The History of the Hatch Shell: 79 Years of Summer Sounds
How the Hatch Shell helped bring music to the masses.
Every summer, Bostonians tote blankets and beach chairs to the Edward A. Hatch Memorial Shell, the open-air venue on the Esplanade that hosts free concerts, from Wednesday night performances by the Boston Landmarks Orchestra to the annual Boston Pops Fireworks Spectacular. Crowned by a 40-foot-high shell inlaid with an intricate sunburst design, the art deco structure is pretty spectacular itself.
But on July 4, 1929, when pioneering Pops conductor Arthur Fiedler led the first of many performances on the Esplanade, musicians accustomed to Symphony Hall’s gilded stage made do with makeshift digs. Fiedler had gotten the idea for a free concert series during a walk along the Charles, and a temporary wooden bandshell was built to accommodate more than a month of near-nightly concerts that first season. Carpenters then disassembled the barnlike shell, which would be hammered back into shape for the next four summers. A new shell replaced the worn-out one in 1934, but it wasn’t built to last either: A hurricane blew out the back in 1938.
Funds for a permanent solution were hard to find during the Depression, though the downturn didn’t dampen enthusiasm for the free concerts. Attendees wrote hundreds of letters of appreciation to Fiedler, who told the Globe in 1934 that the music “appears to have been welcomed by many during the Depression as something quite important to their daily lives.” What Fiedler didn’t realize was that funding for a new structure already existed. In 1926, when Back Bay heiress Maria Hatch died, she left $300,000 for a “park, playground, or memorial” to honor her late brother, Edward, and “minister to the public need for a beauty spot.” But the trustee she’d selected died, too, and the money sat unused until Attorney General Paul Dever discovered the trust in 1935. Court-appointed trustees considered several projects—a planetarium was deemed too pricey—before settling on a shell for the Esplanade, aiming to create a “permanent landmark of architectural beauty.”
To that end, they tapped Richard J. Shaw, a Boston architect who specialized in churches, though this secular gathering place would be his greatest design. Licensing a patented German structural system for the concrete shell, he clad the exterior in rustic terrazzo, inlaid the interior with acoustically pleasing teak, and adorned the 72-foot stage with a granite base emblazoned with the bronzed names of famous composers. Behind the scenes, he installed stainless steel and frosted-glass fixtures, bedecking dressing areas in art deco glamour.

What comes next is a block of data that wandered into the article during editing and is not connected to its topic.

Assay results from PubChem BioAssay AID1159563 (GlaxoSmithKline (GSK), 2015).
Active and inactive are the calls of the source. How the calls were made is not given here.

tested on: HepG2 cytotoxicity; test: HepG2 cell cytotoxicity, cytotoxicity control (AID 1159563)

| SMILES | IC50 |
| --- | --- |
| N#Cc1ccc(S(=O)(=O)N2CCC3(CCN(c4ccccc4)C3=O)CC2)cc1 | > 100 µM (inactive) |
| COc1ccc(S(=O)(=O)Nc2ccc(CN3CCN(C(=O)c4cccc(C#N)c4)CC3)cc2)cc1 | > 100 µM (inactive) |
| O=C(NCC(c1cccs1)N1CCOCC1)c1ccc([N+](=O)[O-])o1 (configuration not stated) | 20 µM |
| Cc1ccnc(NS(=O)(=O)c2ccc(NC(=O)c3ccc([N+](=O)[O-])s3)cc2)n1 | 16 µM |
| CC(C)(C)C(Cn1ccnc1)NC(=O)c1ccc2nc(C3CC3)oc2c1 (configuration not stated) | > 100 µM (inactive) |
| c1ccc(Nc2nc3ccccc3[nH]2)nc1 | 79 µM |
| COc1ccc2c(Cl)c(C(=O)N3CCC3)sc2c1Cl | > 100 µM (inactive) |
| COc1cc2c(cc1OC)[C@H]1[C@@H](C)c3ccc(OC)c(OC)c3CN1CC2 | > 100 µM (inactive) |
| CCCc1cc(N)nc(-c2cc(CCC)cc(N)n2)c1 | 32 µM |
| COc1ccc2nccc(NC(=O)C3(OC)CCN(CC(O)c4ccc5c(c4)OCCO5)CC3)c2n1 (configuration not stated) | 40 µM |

On July 2, 1940, a crowd of 20,000 gathered for the big debut, a program that began with Beethoven and ended with “The Star-Spangled Banner.” Some called the shell a “concertorium,” coining a new word for the occasion. Fiedler called it a dream come true. He conducted there over the next four decades, drawing a record-breaking audience of 400,000 for the bicentennial celebration in 1976.
Maintaining a venue exposed to the elements is no easy feat. Finegold Alexander Architects led the first major renovation in 1990, when the Hatch Shell marked its 50th anniversary. The project replaced cladding ravaged by freeze-thaw cycles, restored dressing areas long abandoned due to water damage, and, of course, fine-tuned the acoustics. That meant replacing all 20,000 pieces of deteriorated teak inside the shell. Working with hand tools in the dead of winter, local craftsman Howard Brickman re-created the curved panels’ herringbone pattern with black-and-white photos as his guide. The painstaking work paid off. “If you go up there and stand at the podium and speak at a normal speaking voice, you can be heard out in the audience,” Brickman says. “It’s really cool.”
Nearly three decades later, renovations are again under way. The Department of Conservation and Recreation is tackling interior projects over the next few years, and the restoration of the shell’s roof was completed in 2018, when more than 600 new terrazzo panels were pieced together like a giant jigsaw puzzle. Three-dimensional laser scans of the shell ensured a more watertight fit between panels, which should help prevent weather damage—and keep a Boston beauty spot looking good for years to come.